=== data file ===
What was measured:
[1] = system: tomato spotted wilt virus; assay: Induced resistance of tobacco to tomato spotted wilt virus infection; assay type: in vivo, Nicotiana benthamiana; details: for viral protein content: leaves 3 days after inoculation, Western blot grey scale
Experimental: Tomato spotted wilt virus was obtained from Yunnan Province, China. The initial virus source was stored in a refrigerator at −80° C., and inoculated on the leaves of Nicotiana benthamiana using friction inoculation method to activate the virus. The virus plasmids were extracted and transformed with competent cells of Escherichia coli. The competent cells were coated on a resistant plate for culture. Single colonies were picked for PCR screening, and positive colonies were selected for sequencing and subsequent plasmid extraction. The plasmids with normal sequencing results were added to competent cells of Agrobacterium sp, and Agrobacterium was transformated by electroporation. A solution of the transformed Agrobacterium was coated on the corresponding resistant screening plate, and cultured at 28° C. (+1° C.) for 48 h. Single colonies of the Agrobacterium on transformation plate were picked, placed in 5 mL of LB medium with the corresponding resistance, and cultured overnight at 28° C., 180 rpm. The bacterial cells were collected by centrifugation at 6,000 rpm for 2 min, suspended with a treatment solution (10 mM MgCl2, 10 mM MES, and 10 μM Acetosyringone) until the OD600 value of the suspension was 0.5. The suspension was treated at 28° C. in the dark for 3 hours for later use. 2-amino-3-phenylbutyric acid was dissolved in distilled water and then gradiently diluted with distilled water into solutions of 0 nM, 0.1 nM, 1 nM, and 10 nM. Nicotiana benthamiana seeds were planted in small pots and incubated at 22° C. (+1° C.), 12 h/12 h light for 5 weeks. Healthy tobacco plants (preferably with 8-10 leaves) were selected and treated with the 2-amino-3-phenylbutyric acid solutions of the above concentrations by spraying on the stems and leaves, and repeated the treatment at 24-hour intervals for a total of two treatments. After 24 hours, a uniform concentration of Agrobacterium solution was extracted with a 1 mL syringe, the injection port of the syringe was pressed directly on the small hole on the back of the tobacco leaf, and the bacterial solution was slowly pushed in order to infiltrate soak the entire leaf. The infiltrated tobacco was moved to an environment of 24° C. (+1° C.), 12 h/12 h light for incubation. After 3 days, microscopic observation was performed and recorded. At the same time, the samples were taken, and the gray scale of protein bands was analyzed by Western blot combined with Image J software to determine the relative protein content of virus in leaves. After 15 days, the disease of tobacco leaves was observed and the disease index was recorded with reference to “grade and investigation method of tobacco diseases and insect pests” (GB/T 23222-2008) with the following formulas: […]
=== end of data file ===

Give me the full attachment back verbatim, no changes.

What was measured:
[1] = system: tomato spotted wilt virus; assay: Induced resistance of tobacco to tomato spotted wilt virus infection; assay type: in vivo, Nicotiana benthamiana; details: for viral protein content: leaves 3 days after inoculation, Western blot grey scale
Experimental: Tomato spotted wilt virus was obtained from Yunnan Province, China. The initial virus source was stored in a refrigerator at −80° C., and inoculated on the leaves of Nicotiana benthamiana using friction inoculation method to activate the virus. The virus plasmids were extracted and transformed with competent cells of Escherichia coli. The competent cells were coated on a resistant plate for culture. Single colonies were picked for PCR screening, and positive colonies were selected for sequencing and subsequent plasmid extraction. The plasmids with normal sequencing results were added to competent cells of Agrobacterium sp, and Agrobacterium was transformated by electroporation. A solution of the transformed Agrobacterium was coated on the corresponding resistant screening plate, and cultured at 28° C. (+1° C.) for 48 h. Single colonies of the Agrobacterium on transformation plate were picked, placed in 5 mL of LB medium with the corresponding resistance, and cultured overnight at 28° C., 180 rpm. The bacterial cells were collected by centrifugation at 6,000 rpm for 2 min, suspended with a treatment solution (10 mM MgCl2, 10 mM MES, and 10 μM Acetosyringone) until the OD600 value of the suspension was 0.5. The suspension was treated at 28° C. in the dark for 3 hours for later use. 2-amino-3-phenylbutyric acid was dissolved in distilled water and then gradiently diluted with distilled water into solutions of 0 nM, 0.1 nM, 1 nM, and 10 nM. Nicotiana benthamiana seeds were planted in small pots and incubated at 22° C. (+1° C.), 12 h/12 h light for 5 weeks. Healthy tobacco plants (preferably with 8-10 leaves) were selected and treated with the 2-amino-3-phenylbutyric acid solutions of the above concentrations by spraying on the stems and leaves, and repeated the treatment at 24-hour intervals for a total of two treatments. After 24 hours, a uniform concentration of Agrobacterium solution was extracted with a 1 mL syringe, the injection port of the syringe was pressed directly on the small hole on the back of the tobacco leaf, and the bacterial solution was slowly pushed in order to infiltrate soak the entire leaf. The infiltrated tobacco was moved to an environment of 24° C. (+1° C.), 12 h/12 h light for incubation. After 3 days, microscopic observation was performed and recorded. At the same time, the samples were taken, and the gray scale of protein bands was analyzed by Western blot combined with Image J software to determine the relative protein content of virus in leaves. After 15 days, the disease of tobacco leaves was observed and the disease index was recorded with reference to “grade and investigation method of tobacco diseases and insect pests” (GB/T 23222-2008) with the following formulas: […]